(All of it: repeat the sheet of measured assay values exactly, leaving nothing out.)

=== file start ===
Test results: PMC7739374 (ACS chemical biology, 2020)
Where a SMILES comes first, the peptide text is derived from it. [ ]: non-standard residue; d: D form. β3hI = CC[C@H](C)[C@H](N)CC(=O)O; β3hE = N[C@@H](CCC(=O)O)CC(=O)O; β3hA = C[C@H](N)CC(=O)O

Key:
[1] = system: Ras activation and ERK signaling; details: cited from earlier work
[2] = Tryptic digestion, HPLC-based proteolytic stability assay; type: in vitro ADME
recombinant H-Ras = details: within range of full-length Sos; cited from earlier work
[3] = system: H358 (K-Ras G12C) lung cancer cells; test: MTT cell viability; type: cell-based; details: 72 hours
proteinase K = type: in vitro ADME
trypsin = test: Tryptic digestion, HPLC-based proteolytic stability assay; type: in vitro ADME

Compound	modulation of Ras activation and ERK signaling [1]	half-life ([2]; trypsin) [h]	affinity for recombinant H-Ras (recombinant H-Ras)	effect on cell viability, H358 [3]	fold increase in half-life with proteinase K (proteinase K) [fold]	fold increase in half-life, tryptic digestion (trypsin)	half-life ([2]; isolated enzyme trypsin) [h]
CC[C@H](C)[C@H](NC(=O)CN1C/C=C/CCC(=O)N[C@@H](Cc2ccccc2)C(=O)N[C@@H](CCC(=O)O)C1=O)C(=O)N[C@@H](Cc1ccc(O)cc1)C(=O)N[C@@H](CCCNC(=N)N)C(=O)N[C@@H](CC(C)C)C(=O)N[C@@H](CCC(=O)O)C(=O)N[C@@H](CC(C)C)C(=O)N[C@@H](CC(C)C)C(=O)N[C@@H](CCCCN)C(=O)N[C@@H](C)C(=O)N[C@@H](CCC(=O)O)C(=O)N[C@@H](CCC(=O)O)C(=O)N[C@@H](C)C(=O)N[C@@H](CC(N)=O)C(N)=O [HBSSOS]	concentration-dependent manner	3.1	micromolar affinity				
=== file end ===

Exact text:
Test results: PMC7739374 (ACS chemical biology, 2020)
Where a SMILES comes first, the peptide text is derived from it. [ ]: non-standard residue; d: D form. β3hI = CC[C@H](C)[C@H](N)CC(=O)O; β3hE = N[C@@H](CCC(=O)O)CC(=O)O; β3hA = C[C@H](N)CC(=O)O

Key:
[1] = system: Ras activation and ERK signaling; details: cited from earlier work
[2] = Tryptic digestion, HPLC-based proteolytic stability assay; type: in vitro ADME
recombinant H-Ras = details: within range of full-length Sos; cited from earlier work
[3] = system: H358 (K-Ras G12C) lung cancer cells; test: MTT cell viability; type: cell-based; details: 72 hours
proteinase K = type: in vitro ADME
trypsin = test: Tryptic digestion, HPLC-based proteolytic stability assay; type: in vitro ADME

Compound	modulation of Ras activation and ERK signaling [1]	half-life ([2]; trypsin) [h]	affinity for recombinant H-Ras (recombinant H-Ras)	effect on cell viability, H358 [3]	fold increase in half-life with proteinase K (proteinase K) [fold]	fold increase in half-life, tryptic digestion (trypsin)	half-life ([2]; isolated enzyme trypsin) [h]
CC[C@H](C)[C@H](NC(=O)CN1C/C=C/CCC(=O)N[C@@H](Cc2ccccc2)C(=O)N[C@@H](CCC(=O)O)C1=O)C(=O)N[C@@H](Cc1ccc(O)cc1)C(=O)N[C@@H](CCCNC(=N)N)C(=O)N[C@@H](CC(C)C)C(=O)N[C@@H](CCC(=O)O)C(=O)N[C@@H](CC(C)C)C(=O)N[C@@H](CC(C)C)C(=O)N[C@@H](CCCCN)C(=O)N[C@@H](C)C(=O)N[C@@H](CCC(=O)O)C(=O)N[C@@H](CCC(=O)O)C(=O)N[C@@H](C)C(=O)N[C@@H](CC(N)=O)C(N)=O [HBSSOS]	concentration-dependent manner	3.1	micromolar affinity				